Miami Dolphins: What Is the Deal with the Dolphins' Secondary?

Connor McKnightSenior Analyst INovember 9, 2012

INDIANAPOLIS, IN - NOVEMBER 04: Reggie Wayne #87 of the Indianapolis Colts catches a fist quarter touchdown in front of Sean Smith #24 of the Miami Dolphins at Lucas Oil Stadium on November 4, 2012 in Indianapolis, Indiana. (Photo by Gregory Shamus/Getty Images)
Gregory Shamus/Getty Images

While Miami contends for a playoff spot in the AFC and currently sits at 4-4 on the season, there has been a particularly weak aspect of their squad: their secondary.

As far as points are concerned, Miami has the sixth ranked defense in the NFL. This can be mainly be attributed to their third-ranked running defense that has consistently thwarted tailbacks and forced opponents to rely on the pass.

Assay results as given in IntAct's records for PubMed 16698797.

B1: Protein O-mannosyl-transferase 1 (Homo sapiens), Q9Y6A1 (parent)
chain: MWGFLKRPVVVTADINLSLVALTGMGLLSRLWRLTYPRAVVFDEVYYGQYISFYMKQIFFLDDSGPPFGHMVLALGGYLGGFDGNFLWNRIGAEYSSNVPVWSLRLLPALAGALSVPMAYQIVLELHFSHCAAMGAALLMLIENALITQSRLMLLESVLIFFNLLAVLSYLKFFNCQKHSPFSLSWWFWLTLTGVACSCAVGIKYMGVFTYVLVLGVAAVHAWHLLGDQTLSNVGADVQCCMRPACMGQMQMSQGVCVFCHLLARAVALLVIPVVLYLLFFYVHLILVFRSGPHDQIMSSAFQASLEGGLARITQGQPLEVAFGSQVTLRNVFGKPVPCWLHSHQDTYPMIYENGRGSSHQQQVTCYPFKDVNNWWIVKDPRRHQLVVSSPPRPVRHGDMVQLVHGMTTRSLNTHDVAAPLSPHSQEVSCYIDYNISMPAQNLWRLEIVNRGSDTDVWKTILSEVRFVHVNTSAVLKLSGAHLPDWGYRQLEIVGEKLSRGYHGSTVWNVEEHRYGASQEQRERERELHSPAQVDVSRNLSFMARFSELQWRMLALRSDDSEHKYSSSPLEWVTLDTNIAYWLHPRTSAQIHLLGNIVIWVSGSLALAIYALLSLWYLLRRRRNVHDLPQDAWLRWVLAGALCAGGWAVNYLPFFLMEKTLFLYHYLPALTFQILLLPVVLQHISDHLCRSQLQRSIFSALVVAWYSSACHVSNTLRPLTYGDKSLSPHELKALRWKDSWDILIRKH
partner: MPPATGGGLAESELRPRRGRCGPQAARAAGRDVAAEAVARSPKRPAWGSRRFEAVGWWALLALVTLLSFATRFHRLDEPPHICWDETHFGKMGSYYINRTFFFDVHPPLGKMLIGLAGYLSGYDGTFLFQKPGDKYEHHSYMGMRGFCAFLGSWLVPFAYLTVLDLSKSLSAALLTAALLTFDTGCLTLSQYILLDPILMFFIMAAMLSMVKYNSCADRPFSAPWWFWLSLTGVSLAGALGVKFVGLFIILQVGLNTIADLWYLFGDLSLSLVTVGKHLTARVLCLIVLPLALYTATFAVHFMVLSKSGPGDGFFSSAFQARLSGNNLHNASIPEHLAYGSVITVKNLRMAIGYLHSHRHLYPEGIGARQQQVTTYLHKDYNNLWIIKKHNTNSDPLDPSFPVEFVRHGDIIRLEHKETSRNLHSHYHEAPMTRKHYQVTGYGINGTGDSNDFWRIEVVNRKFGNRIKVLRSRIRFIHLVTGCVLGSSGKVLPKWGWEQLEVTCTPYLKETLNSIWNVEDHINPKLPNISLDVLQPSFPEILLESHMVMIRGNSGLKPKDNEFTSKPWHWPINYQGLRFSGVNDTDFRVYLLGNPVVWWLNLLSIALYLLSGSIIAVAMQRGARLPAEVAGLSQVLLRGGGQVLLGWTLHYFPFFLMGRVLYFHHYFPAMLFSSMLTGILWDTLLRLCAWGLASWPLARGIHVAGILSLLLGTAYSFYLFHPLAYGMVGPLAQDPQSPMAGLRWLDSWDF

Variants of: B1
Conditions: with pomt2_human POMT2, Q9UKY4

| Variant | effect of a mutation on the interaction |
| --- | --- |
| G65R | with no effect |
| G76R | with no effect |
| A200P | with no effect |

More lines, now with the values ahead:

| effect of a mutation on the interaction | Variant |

That strategy hasn't been foolproof, however. Miami's secondary has consistently been torched as far as yardage is concerned. In fact, they currently stand as the 29th-ranked passing defense in the league.

From a fan's perspective, one has to wonder how can this be?

First of all, starting free safety Reshad Jones is having a career season after stepping into a starting role. Despite Miami's propensity to get burned by opposing wideouts, Jones has looked better and better, particularly in his coverage abilities.

The pass rush, led by Cameron Wake, has also been very solid at limiting the time the quarterback has in the pocket.

One could look at the other defensive backs as the problem. Richard Marshall was probably the weakest link, but he has been out due to injury. Sean Smith has been relatively effective as a corner, especially in his contract year, and Nolan Carroll has been average.

Still, the blame inevitably falls on them; opposing receivers are having too much time to get the football. Look at T.Y. Hilton's 36-yard touchdown against the Colts, a ball thrown right down the middle of the field into double coverage and somehow a rookie receiver was able to haul in the catch.

If Miami intends to contend against the AFC greats that feature a pass-heavy attack, they must work on improving the vulnerability of their secondary.